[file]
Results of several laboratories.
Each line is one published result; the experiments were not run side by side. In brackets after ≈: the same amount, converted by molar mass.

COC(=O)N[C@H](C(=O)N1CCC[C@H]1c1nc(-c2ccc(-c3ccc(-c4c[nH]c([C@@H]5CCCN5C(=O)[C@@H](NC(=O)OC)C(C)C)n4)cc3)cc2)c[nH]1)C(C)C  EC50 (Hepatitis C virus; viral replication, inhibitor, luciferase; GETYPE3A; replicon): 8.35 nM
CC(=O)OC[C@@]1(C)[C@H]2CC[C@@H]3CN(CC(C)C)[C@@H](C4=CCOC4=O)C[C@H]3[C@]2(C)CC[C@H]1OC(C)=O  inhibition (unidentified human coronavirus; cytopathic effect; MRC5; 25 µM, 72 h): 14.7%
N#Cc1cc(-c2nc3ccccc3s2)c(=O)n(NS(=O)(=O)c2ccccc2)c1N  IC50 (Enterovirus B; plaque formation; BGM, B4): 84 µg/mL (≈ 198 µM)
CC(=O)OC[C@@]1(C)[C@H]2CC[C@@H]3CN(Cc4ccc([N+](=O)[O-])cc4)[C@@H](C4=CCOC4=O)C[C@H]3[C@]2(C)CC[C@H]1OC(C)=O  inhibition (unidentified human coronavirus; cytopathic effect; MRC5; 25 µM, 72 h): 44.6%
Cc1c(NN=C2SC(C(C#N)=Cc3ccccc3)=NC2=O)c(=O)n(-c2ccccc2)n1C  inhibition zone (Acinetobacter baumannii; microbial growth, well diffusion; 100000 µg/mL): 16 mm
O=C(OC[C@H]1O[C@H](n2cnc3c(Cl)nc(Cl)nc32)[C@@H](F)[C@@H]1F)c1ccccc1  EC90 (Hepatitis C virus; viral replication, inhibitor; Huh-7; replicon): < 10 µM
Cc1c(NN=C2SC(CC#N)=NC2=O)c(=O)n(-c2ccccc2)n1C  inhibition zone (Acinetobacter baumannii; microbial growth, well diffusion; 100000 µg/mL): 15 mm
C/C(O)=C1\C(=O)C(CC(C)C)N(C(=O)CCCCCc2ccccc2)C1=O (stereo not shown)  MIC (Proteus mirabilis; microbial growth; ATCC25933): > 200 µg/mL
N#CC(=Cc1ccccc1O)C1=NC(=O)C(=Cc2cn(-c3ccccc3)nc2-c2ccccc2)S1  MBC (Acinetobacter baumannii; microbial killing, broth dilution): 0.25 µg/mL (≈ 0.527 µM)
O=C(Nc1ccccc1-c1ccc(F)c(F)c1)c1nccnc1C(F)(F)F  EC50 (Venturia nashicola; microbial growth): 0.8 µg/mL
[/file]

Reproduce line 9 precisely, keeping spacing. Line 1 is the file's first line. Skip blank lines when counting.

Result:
Cc1c(NN=C2SC(CC#N)=NC2=O)c(=O)n(-c2ccccc2)n1C  inhibition zone (Acinetobacter baumannii; microbial growth, well diffusion; 100000 µg/mL): 15 mm